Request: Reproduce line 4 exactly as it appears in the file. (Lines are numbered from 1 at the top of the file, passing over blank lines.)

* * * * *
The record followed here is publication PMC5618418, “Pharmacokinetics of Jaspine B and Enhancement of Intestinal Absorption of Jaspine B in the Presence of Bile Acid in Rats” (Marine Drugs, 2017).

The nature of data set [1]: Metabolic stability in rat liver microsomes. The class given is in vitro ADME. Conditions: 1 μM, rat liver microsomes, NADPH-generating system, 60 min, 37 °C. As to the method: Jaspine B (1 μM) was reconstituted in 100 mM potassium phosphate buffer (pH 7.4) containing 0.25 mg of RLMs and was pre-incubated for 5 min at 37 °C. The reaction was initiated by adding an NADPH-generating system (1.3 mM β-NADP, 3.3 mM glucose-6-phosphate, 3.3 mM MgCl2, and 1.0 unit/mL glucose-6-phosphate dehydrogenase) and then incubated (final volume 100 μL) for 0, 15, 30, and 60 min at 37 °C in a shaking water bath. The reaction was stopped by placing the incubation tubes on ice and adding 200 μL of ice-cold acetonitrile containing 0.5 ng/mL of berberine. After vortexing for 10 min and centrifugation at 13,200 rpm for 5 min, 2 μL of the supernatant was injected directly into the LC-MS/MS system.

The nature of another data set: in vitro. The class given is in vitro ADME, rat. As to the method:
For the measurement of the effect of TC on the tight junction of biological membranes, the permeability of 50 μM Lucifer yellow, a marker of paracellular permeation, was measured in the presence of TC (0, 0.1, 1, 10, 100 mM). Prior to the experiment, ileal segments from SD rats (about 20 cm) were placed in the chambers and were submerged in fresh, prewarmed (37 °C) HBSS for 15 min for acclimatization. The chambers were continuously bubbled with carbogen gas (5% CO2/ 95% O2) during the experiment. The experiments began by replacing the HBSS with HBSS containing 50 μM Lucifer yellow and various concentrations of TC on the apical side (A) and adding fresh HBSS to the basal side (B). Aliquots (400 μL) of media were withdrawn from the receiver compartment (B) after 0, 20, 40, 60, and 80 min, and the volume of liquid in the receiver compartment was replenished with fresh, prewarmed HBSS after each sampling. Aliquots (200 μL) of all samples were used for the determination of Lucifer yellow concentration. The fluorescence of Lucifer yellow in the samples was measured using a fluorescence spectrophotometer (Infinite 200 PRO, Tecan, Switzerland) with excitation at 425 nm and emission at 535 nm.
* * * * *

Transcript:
For the measurement of the effect of TC on the tight junction of biological membranes, the permeability of 50 μM Lucifer yellow, a marker of paracellular permeation, was measured in the presence of TC (0, 0.1, 1, 10, 100 mM). Prior to the experiment, ileal segments from SD rats (about 20 cm) were placed in the chambers and were submerged in fresh, prewarmed (37 °C) HBSS for 15 min for acclimatization. The chambers were continuously bubbled with carbogen gas (5% CO2/ 95% O2) during the experiment. The experiments began by replacing the HBSS with HBSS containing 50 μM Lucifer yellow and various concentrations of TC on the apical side (A) and adding fresh HBSS to the basal side (B). Aliquots (400 μL) of media were withdrawn from the receiver compartment (B) after 0, 20, 40, 60, and 80 min, and the volume of liquid in the receiver compartment was replenished with fresh, prewarmed HBSS after each sampling. Aliquots (200 μL) of all samples were used for the determination of Lucifer yellow concentration. The fluorescence of Lucifer yellow in the samples was measured using a fluorescence spectrophotometer (Infinite 200 PRO, Tecan, Switzerland) with excitation at 425 nm and emission at 535 nm.